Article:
• Comprehensive – also known as full insurance, this type of car insurance covers accidental damage to your car, even if there was no other vehicle involved or your car was just parked somewhere at the time. It can cost quite a bit more than the third party options, depending on how much your car would cost to replace.

The details of each type of car insurance will vary from one insurer to another, so it’s important to read the fine print when shopping around. Look for limits on the amount of cover for some events and things that are not covered at all – these are called ‘exclusions’.

Some policies will offer optional extras that you can choose to pay a little more for, such as cover for a rental car while yours is being assessed and repaired.

How do car insurance payments and pay-outs work?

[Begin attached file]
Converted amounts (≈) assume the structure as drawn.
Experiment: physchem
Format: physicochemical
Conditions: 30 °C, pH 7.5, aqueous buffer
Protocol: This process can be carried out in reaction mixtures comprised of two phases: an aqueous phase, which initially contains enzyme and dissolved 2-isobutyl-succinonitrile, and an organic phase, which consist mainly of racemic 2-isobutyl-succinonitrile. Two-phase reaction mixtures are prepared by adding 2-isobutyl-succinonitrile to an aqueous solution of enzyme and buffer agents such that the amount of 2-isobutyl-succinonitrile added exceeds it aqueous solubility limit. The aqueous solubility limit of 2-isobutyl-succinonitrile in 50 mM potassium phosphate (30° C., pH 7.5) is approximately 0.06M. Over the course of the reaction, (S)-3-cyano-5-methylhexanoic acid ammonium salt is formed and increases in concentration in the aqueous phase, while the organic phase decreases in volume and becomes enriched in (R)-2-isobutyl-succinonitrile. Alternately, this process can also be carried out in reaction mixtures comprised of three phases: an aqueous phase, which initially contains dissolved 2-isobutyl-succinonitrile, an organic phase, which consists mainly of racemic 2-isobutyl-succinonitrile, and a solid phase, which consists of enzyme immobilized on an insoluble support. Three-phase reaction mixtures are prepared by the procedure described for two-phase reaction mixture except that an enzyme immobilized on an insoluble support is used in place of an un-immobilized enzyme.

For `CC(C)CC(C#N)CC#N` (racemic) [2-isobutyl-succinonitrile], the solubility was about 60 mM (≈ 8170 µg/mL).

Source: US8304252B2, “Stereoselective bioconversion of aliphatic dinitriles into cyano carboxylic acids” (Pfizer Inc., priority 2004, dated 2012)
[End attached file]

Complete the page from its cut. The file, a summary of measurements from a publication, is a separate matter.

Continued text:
When you get car insurance, you agree to pay a fee, called an insurance premium. The amount is reviewed every year when you renew your cover. You can normally pay in weekly, monthly or annual instalments. Choosing the annual option is usually cheaper overall. If you cancel your policy before the advance payment period ends, the insurer will refund the portion of your premium that’s still unused.

Top tip: You can often get a good discount by having other policies with the same insurer, such as your home, contents or renter’s insurance.

What is a car insurance excess?

When you make a claim, you normally pay an agreed amount towards the cost of the repair. This is known as an ‘excess’. You agree to the amount when you take out your policy and it’s the same for all claims, no matter how much it costs the insurer. For example, if your excess is $500 and the repair costs $2,000, you pay $500 and the insurer pays $1,500. If the repair costs $4,000 you pay $500 and the insurer pays $3,500.

Most policies have a standard excess, but you can often choose a higher one in return for a lower premium. Just be sure you’ll always be able to pay the excess, otherwise the repairs won’t get done. Some insurance providers offer the option of no-excess glass cover. If you pay the extra for this, you won’t pay an excess to replace the glass if your windscreen is damaged or any windows are smashed.